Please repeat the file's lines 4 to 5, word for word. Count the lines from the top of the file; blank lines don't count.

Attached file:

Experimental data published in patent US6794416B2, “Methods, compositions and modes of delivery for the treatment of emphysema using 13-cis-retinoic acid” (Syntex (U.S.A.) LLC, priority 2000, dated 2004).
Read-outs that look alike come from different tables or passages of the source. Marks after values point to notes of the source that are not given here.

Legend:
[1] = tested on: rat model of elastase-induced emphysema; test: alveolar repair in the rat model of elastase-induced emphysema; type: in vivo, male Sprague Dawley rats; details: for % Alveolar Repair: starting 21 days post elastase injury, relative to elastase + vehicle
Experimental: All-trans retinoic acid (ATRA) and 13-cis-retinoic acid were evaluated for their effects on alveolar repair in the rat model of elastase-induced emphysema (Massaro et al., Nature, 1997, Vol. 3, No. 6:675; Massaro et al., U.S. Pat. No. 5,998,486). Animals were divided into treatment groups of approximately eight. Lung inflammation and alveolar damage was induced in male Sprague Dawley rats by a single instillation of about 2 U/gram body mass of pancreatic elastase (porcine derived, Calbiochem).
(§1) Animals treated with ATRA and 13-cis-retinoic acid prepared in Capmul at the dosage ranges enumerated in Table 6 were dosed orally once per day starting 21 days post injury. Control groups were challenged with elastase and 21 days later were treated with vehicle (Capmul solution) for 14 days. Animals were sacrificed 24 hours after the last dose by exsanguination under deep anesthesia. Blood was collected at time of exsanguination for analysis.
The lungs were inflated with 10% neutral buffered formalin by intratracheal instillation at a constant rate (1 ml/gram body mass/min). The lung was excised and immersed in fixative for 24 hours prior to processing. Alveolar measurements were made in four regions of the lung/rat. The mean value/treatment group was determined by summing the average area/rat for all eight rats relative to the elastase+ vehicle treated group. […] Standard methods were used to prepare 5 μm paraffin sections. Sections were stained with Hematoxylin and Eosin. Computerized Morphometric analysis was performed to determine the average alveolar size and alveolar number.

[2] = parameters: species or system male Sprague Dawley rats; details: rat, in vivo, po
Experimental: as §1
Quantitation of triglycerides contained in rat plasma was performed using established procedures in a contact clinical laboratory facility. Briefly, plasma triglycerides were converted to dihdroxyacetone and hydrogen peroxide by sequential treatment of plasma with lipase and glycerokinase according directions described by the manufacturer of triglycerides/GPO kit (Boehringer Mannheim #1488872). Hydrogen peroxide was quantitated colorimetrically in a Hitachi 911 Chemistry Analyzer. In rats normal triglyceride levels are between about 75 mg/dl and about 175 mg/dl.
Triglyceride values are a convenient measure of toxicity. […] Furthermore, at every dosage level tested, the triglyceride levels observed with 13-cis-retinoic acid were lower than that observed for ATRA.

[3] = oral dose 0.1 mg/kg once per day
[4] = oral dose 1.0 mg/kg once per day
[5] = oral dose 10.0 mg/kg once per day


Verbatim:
[1] = tested on: rat model of elastase-induced emphysema; test: alveolar repair in the rat model of elastase-induced emphysema; type: in vivo, male Sprague Dawley rats; details: for % Alveolar Repair: starting 21 days post elastase injury, relative to elastase + vehicle
Experimental: All-trans retinoic acid (ATRA) and 13-cis-retinoic acid were evaluated for their effects on alveolar repair in the rat model of elastase-induced emphysema (Massaro et al., Nature, 1997, Vol. 3, No. 6:675; Massaro et al., U.S. Pat. No. 5,998,486). Animals were divided into treatment groups of approximately eight. Lung inflammation and alveolar damage was induced in male Sprague Dawley rats by a single instillation of about 2 U/gram body mass of pancreatic elastase (porcine derived, Calbiochem).